North Carolina Man Killed By Police While Following Commands To Lower His Weapon

Bodycam footage from officer Wende Kerl shows her shooting Danquirs Franklin after he appears to comply with her orders.

Woman writes Danquirs Franklin's name in a parking lot
Photo Credit: Instagram

| April 18 2019,

5:22 pm

Officer Kerl ran up behind the car while she and her partner repeatedly shouted commands at Franklin. The two officers ordered him to take the weapon out and put it on the ground. He took the gun out and began to put it on the ground when Kerl opened fire. Franklin looked puzzled as he slumped over. Before losing consciousness, he told the officer, "You told me to..."

Many rallies and protests were held across Charlotte to honor Franklin, who the Charlotte Observer featured in a lengthy 2010 profile. The story focused on Franklin and his best friend Juwon Lewis as they navigated the hardships of a community plagued by drugs and destabilized by the prison system. 


Local news outlets petitioned Mecklenburg Superior Judge Donnie Hoover to release the bodycam footage, and April 11, he agreed. Even before the video was released, there was a large amount of outrage over the killing of the beloved father of three and adored friend.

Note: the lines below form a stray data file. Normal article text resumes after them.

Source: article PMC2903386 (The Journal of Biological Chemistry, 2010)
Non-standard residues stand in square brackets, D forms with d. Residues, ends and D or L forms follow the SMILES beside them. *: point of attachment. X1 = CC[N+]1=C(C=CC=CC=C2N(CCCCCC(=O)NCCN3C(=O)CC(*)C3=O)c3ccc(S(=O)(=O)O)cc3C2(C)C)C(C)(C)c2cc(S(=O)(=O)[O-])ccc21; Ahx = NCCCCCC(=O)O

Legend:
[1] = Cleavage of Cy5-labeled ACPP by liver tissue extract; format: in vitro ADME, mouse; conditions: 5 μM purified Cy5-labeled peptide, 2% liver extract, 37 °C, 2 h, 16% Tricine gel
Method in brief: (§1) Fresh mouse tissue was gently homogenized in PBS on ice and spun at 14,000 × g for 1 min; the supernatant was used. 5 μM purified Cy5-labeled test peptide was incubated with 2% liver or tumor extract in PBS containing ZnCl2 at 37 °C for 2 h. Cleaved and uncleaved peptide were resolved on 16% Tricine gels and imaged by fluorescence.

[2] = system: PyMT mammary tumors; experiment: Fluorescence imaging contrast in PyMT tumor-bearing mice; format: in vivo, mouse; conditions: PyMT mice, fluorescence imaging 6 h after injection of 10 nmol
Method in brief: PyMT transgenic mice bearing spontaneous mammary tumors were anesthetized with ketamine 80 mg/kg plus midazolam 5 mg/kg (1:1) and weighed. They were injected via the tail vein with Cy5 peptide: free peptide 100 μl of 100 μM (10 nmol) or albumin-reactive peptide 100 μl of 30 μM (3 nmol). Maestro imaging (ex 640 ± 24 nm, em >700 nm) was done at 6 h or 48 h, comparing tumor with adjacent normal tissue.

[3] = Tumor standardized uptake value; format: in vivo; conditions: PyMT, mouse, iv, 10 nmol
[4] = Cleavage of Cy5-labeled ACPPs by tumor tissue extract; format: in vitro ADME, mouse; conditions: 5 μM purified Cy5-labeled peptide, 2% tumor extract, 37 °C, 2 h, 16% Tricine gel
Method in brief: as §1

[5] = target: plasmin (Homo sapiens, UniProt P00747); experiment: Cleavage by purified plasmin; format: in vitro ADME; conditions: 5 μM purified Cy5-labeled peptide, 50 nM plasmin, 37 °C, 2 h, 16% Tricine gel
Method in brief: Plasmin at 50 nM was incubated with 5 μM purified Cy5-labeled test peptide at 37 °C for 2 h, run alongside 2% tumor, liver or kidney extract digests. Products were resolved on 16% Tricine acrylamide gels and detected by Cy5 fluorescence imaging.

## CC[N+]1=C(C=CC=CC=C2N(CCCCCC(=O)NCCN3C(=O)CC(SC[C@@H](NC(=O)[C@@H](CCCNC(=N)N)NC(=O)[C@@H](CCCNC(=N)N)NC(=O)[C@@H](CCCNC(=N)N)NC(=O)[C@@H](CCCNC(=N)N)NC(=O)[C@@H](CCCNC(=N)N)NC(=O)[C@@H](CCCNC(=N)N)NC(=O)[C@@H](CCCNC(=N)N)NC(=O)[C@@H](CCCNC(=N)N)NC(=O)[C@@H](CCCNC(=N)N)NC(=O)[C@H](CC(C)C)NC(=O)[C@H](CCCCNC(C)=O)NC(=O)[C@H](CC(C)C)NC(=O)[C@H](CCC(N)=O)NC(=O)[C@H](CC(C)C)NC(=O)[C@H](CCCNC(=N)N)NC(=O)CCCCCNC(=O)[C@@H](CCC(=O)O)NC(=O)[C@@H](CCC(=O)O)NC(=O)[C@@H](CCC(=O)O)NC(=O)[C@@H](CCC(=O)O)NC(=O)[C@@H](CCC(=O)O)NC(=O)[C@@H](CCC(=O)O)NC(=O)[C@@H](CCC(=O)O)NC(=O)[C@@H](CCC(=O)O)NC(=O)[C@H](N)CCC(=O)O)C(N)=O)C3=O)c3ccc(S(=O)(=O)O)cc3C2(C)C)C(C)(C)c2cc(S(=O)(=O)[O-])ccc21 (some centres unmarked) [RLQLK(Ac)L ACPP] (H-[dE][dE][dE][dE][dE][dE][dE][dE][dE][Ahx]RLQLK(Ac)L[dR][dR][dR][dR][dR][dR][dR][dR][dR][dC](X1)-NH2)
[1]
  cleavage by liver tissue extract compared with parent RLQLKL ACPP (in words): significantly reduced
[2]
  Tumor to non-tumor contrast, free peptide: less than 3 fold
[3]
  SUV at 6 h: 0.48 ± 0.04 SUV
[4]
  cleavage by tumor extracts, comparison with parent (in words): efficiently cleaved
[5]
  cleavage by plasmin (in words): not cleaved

This police shooting of a Black man by a white officer in Charlotte is the third in six years. Protest organizers and pastors noted that they had all shown up at the same pavilion too many times and police officers in the city had to change. Charlotte police officers shot and killed Jonathan Ferrell in 2013 and Keith Lamont Scott in 2016.

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Kerl is an officer with 20 years of experience and was placed on paid leave after the shooting. Police are still investigating the incident while a parallel investigation is done by the department's Bureau of Internal Affairs.

The CMPD has held a series of community meetings to listen to the public, and many, including lawyers and police officers, have questioned the way Kerl handled the situation. 

At one of these meetings, Sevone Rhynes told the Charlotte Observer, “We do not get the opportunity to comply. When Black people in this country have our humanity recognized, acknowledged and respected, it is only then that de-escalation is going to work.”

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